RED SPOTS ON THE SHOP FLOOR Living with Low Growth
Growth rate in most manufacturing sectors fell sharply, slipping into negative zone in many cases, reversing the wheels of industry from May this year
cent of the GDP,” says Pawan Goenka, president- automotive, M& M. “For this, emphasis should be given on exports in a big way, even as we resolve issues of land, labour, input costs and skills.” Recent reports said foreign carmakers Proton, PSA Citroen, Kia and Chery have deferred their plans to come to India. French firm Citroen was to set up a Rs 4,500- crore project in Sanand, Gujarat. Manufacturing in India employs 48.5 million people or 11 per cent of the country’s workforce, but its share in India’s GDP has remained stagnant at 15- 16 per cent for over three decades. In October 2011, the Government cleared the National Manufacturing Policy to create 100 million skilled jobs and take the sector’s share in the GDP to 25 per cent by 2022, but many feel the progress on this is slow. “Low growth in manufacturing is not surprising, since India ranks very low in the ease of doing business, at 132nd among 185 economies, according to the World Bank,” says R. C. Bhargava, chairman of India’s largest car manufacturer Maruti Suzuki India. Agrees K. K. Maheshwari, managing director of Grasim Industries, the flagship company of the $ 40- billion Aditya Birla Group, which operates in 36 countries and draws 60 per cent of its revenues from abroad. “Growth in manufacturing is linked to providing the right infrastructure, power at reasonable cost, and the ease of doing business. We lack in these.”
Top bankers, who have large exposure to manufacturing, have raised an alarm. “We are worried about the state of manufacturing,” says Naina Lal Kidwai, country head, HSBC India, and president of industry body FICCI. “Today, around 25 per cent of India’s gross bank credit is in the manufacturing sector and another 15 per cent in infrastructure.” The Government, however, says it is committed to reviving the sector. “Boosting manufacturing is not only an economic necessity but a social imperative too,”
Commerce and Industry Minister Anand Sharma told INDIA TODAY.
The paralysis in the sector is equally evident among the lakhs of small and medium units in India, 67 per cent of which are in manufacturing. According to the fourth all- India census of Micro, Small and Medium Enterprises ( MSMEs) released in April 2011, out of 22.48 lakh registered MSMEs, only 15.64 units were opera- tional, 4.96 lakh units permanently closed, and 1.88 lakh units untraceable. Several small industries in Coimbatore, once a major manufacturing hub, have closed. In West Bengal’s Durgapur, it is a similar story, with the number of small scale units falling to just 100 from 400. Within the Thane- Belapur Industrial Estate near Mumbai, spread over 25 sq km, from 3,500 industrial units in 1980, the number dwindled to 2,800 in 2010, rendering thousands jobless.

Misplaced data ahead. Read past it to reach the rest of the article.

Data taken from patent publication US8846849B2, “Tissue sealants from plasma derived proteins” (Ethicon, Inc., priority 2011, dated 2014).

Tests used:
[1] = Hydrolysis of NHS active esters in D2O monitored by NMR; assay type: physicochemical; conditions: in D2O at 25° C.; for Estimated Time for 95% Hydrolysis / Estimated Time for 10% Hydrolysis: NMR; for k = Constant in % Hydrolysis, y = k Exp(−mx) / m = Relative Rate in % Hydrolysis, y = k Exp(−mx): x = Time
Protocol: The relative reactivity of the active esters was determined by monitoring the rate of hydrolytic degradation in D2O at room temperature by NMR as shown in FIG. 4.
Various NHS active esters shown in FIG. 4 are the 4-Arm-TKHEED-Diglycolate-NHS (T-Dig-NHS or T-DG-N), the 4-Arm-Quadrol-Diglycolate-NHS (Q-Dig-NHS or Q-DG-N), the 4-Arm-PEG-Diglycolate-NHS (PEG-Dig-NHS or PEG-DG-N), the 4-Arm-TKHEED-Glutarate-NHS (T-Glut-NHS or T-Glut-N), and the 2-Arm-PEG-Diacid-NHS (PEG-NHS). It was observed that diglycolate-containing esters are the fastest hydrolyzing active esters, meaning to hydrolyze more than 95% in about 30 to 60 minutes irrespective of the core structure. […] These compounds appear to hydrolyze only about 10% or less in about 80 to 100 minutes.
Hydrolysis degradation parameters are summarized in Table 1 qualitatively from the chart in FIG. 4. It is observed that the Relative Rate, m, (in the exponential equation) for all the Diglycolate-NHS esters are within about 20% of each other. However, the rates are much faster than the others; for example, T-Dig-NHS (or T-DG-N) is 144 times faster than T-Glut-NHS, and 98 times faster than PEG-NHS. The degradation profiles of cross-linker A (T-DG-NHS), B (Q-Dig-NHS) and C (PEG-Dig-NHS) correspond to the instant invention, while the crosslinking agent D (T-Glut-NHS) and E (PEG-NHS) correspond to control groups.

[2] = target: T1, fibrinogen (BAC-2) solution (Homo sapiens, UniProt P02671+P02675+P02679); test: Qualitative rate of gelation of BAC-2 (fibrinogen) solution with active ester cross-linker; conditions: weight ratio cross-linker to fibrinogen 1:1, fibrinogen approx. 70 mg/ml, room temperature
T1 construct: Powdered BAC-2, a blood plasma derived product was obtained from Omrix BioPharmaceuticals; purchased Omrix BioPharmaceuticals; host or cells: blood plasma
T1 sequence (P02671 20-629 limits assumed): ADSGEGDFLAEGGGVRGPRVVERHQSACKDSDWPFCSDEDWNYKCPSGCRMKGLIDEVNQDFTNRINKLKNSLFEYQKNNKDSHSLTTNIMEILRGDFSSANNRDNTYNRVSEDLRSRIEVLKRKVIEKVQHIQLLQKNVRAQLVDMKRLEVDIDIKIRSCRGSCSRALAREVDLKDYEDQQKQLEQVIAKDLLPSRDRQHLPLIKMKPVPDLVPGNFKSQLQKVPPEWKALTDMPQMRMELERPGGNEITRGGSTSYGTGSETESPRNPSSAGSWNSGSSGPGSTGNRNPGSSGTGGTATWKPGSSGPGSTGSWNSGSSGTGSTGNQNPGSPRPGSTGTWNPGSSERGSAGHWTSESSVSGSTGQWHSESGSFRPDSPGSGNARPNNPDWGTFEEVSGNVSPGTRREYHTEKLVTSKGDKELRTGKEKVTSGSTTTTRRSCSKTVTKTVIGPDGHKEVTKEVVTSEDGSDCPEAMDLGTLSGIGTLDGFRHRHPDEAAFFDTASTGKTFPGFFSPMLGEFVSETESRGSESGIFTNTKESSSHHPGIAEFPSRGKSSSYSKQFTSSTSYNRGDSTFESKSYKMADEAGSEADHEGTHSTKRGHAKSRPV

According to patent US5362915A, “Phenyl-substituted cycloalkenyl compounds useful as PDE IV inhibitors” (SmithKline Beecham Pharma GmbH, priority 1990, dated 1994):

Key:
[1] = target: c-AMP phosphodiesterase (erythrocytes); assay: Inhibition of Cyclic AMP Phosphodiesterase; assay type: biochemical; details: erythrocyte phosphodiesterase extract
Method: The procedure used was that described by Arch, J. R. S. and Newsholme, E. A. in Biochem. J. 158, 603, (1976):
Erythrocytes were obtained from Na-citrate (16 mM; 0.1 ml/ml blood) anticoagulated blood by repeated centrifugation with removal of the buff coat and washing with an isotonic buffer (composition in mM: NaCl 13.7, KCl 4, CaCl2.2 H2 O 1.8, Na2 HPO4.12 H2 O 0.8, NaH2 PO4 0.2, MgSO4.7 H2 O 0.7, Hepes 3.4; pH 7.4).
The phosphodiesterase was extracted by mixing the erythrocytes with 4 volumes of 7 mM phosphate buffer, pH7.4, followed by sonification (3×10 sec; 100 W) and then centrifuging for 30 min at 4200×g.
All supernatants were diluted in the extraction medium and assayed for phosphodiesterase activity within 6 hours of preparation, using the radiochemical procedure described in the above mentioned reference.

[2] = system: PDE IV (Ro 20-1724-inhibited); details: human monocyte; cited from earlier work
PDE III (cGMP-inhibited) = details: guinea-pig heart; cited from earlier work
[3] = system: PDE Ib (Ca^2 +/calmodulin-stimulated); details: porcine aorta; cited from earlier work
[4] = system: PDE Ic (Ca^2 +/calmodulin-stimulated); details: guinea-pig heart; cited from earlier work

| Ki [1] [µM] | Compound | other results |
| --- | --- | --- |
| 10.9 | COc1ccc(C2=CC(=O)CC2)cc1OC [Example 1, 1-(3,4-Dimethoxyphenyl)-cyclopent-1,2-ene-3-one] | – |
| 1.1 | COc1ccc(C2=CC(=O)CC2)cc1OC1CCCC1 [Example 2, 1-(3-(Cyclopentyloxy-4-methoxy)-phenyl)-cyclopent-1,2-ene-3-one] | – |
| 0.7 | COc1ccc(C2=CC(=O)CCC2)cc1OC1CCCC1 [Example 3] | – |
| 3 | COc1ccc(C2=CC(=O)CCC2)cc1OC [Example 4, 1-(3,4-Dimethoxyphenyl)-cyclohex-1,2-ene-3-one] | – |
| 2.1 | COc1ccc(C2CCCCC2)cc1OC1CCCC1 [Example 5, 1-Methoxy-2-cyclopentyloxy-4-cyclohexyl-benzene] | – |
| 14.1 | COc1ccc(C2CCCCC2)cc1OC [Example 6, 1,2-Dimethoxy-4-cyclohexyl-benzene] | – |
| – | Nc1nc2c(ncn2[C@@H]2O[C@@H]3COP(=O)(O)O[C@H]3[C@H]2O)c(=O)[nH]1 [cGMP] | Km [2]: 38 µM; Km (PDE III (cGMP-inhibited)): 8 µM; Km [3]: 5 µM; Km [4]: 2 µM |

The textile sector has been one of the most affected. In the early 1980s, as many as 80 large textile mills shut shop in Central Mumbai, once a major global textile hub, leaving 150,000 unemployed. The machine tools industry has seen a decline, especially with the slowdown in the automotive segment, which consumes
40 per cent of the sector’s products. From sales of Rs 4,076 crore in fiscal 2010- 11, machine tools sales declined to Rs 3,860 crore in 2011- 12 as orders fell and deliveries were deferred. Electronics is yet another neglected sector, where imports comprise a whopping 65 per cent of the $ 65- billion market in India.
In 2011, China became India’s largest trade partner, trade growing 14- fold over the last decade, from $ 4.77 billion in 2002- 03 to $ 67.83 billion in 2012- 13. Of this, $ 54.3 billion comprised goods imported from China and only $ 13.53 billion comprised exports to China, a trade deficit of $ 40.77 billion. Some believe plans for a free trade agreement with China can be detrimental. “Every country follows protectionist measures,” says M. V. Kotwal, president ( heavy engineering), Larsen & Toubro. “In India, we seem to be welcoming foreign supplies for our projects.”
The Government has initiated a plan by which the Planning Commission and National Manufacturing and Competitive Council will develop coordinated action plans with states that have witnessed slackness in investment in manufacturing. In July, Prime Minister Manmohan Singh chaired a high- level committee on manufacturing to formulate an action plan to boost competitiveness and output in the sector. On August 26, the Cabinet Committee on Investment cleared 36 projects with a total investment of Rs. 1.83 trillion in sectors such as power, oil, gas, roads and railways. The Government has made a start. But it seems to have come at the last minute, casting doubts on the seriousness of the efforts.